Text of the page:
Blogs

Jonathan Grudin

Jonathan Grudin works on support for education at Microsoft. Access these and related papers at http://www.jonathangrudin.com/publications/ under Prototype Systems. jgrudin@microsoft.com



Crying wolf

Posted: Fri, December 11, 2015 - 3:58:59

In a stack of old papers headed for recycling was a Wall Street Journal article subtitled “Managers who fall for their office PCs could be the downside of the computer age.” In 1987, hands-on computer use was considered dangerous, for employees and employers alike! Since Mary Shelley’s Frankenstein (1818), technology has often been viewed with dread. Woe unto us for…

Technology and nature

Posted: Fri, November 06, 2015 - 4:00:07

The black water mirrored the tropical forest above it so perfectly that the shoreline was impossible to pinpoint. The reflection included the palms with cannonball-clustered fruit that had stained the water. We kayaked for hours, seeing no sign of other human presence on the network of channels and lagoons that drain the marshes along the Caribbean coast. Or so we…

Action and research

Posted: Fri, October 09, 2015 - 6:01:55

Three favorite research projects at Microsoft that were never written up: automated email deletion, an asynchronous game to crowdsource answers to consulting questions, and a K-12 education tool. I expected they would be, as were projects that led to my most-cited Microsoft work: persona use in development, social networking in enterprises, and multiple monitor use. What happened to them? The…

Building troops

Posted: Wed, August 19, 2015 - 10:44:32

“Will you miss Khaleesi?” asked Isobel. At that moment, the samango urinated on Eleanor’s shoulder. “Ummm, yes?” Eleanor replied. The primates at the Riverside Wildlife Rehabilitation Centre outside Tzaneen, South Africa were abandoned or confiscated pets, survivors of massacres by farmers who left newborns behind, injured by predators or motor vehicles, and so on. Unexpectedly, the principal task of the…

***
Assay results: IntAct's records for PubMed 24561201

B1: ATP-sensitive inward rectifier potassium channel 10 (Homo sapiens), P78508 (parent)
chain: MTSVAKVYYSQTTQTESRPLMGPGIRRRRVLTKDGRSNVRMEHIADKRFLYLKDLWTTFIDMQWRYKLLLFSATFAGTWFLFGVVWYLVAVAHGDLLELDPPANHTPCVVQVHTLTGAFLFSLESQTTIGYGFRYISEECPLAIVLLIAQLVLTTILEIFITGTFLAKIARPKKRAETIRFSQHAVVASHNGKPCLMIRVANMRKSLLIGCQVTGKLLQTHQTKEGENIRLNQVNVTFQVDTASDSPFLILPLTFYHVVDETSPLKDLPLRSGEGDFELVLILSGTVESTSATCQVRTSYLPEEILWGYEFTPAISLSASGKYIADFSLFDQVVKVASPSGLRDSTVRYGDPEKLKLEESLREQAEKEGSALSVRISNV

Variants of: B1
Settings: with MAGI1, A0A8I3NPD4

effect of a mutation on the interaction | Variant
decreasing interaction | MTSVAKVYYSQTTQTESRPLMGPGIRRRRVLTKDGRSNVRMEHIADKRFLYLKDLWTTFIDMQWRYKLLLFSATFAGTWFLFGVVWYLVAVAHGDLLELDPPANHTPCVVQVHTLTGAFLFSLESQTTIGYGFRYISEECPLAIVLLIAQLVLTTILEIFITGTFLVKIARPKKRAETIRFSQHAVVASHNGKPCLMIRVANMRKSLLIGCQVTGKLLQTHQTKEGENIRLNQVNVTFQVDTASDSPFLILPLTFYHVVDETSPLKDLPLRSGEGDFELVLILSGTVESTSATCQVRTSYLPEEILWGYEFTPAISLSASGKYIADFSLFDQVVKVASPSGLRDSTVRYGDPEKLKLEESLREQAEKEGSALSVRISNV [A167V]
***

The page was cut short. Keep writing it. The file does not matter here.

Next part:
Central control

Posted: Tue, July 14, 2015 - 11:14:10

Two impressive New Yorker articles described powerful, laser-focused leaders whose vision affects technology design and use. Xi Jinping consolidated control of the world’s largest country. Jonathan Ive did so at the world’s most valuable company. Both have reputations for speaking frankly while avoiding impolitic statements. They listen, then make decisions confidently. Each is a good judge of character who assembled…

Customers vs. users

Posted: Wed, June 03, 2015 - 10:41:03

Perspectives on handwriting and digital ink in schools. Going through customers to reach users is a challenge as old as HCI. When computers cost a fortune, acquisition decisions weren’t made by hands-on users. Those responsible believed that they knew what users needed. They were often wrong. Making life worse for designers, the marketers who spoke with customers felt they knew…

Digital divides considered harmless

Posted: Tue, April 21, 2015 - 8:00:16

The problem with early technology is that you get stuck with all this legacy sh*t. – Director of Technology at a leading private high school The impermanence of elevation differentials in seismically active terrain Educational technologists have expressed concern about disadvantaged students falling farther behind; haves versus have-nots. Education faces challenges, but I assert that digital divides are not the…

The future of work

Posted: Tue, March 24, 2015 - 12:23:12

Some researchers and pundits predict that automation will bring widespread unemployment. This is unlikely. The shift of some labor to technology has been in progress for decades, but in the past 5 years the United States added almost 12 million jobs. Where is the automation effect? What will materialize to shift us from fast forward to permanent reverse gear? What…

Taking stock

Posted: Thu, January 22, 2015 - 5:20:50

Two years of monthly posts. A year ago I weighed the experience and suggested that discussion is becoming a less effective use of time, given the ease of scanning masses of information and perspectives on most topics. A blog contributes to the information pile, but engaged discussion may diminish. I see occasional spontaneous flare-ups or flurries. Does your online or…

The rise of incompetence

Posted: Thu, December 11, 2014 - 11:08:26

“To become more than a sergeant? I don't consider it. I am a good sergeant; I might easily make a bad captain, and certainly an even worse general. One knows from experience.” — from Minna von Barnhelm, by Gotthold Ephraim Lessing (1729–1781) “There is nothing more common than to hear of men losing their energy on being raised to…